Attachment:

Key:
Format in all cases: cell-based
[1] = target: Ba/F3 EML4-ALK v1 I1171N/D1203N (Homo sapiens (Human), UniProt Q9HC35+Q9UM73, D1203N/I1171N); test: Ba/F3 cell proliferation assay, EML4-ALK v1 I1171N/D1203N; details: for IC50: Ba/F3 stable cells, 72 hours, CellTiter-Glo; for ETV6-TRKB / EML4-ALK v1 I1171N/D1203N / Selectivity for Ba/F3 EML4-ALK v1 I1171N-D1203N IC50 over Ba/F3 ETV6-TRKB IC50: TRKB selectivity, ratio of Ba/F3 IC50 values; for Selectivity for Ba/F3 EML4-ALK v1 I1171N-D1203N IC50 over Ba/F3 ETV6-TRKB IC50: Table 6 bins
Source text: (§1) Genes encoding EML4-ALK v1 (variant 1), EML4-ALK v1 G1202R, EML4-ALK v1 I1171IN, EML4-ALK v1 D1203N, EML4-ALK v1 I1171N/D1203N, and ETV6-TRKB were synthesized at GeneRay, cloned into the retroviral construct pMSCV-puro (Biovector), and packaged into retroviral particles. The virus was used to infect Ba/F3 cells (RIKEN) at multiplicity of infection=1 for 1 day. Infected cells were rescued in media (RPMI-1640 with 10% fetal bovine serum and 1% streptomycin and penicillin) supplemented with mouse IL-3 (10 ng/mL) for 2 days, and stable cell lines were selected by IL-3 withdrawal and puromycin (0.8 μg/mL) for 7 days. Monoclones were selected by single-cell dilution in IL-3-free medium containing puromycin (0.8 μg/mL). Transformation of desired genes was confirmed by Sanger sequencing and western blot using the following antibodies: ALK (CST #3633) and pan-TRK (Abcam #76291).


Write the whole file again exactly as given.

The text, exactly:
Key:
Format in all cases: cell-based
[1] = target: Ba/F3 EML4-ALK v1 I1171N/D1203N (Homo sapiens (Human), UniProt Q9HC35+Q9UM73, D1203N/I1171N); test: Ba/F3 cell proliferation assay, EML4-ALK v1 I1171N/D1203N; details: for IC50: Ba/F3 stable cells, 72 hours, CellTiter-Glo; for ETV6-TRKB / EML4-ALK v1 I1171N/D1203N / Selectivity for Ba/F3 EML4-ALK v1 I1171N-D1203N IC50 over Ba/F3 ETV6-TRKB IC50: TRKB selectivity, ratio of Ba/F3 IC50 values; for Selectivity for Ba/F3 EML4-ALK v1 I1171N-D1203N IC50 over Ba/F3 ETV6-TRKB IC50: Table 6 bins
Source text: (§1) Genes encoding EML4-ALK v1 (variant 1), EML4-ALK v1 G1202R, EML4-ALK v1 I1171IN, EML4-ALK v1 D1203N, EML4-ALK v1 I1171N/D1203N, and ETV6-TRKB were synthesized at GeneRay, cloned into the retroviral construct pMSCV-puro (Biovector), and packaged into retroviral particles. The virus was used to infect Ba/F3 cells (RIKEN) at multiplicity of infection=1 for 1 day. Infected cells were rescued in media (RPMI-1640 with 10% fetal bovine serum and 1% streptomycin and penicillin) supplemented with mouse IL-3 (10 ng/mL) for 2 days, and stable cell lines were selected by IL-3 withdrawal and puromycin (0.8 μg/mL) for 7 days. Monoclones were selected by single-cell dilution in IL-3-free medium containing puromycin (0.8 μg/mL). Transformation of desired genes was confirmed by Sanger sequencing and western blot using the following antibodies: ALK (CST #3633) and pan-TRK (Abcam #76291).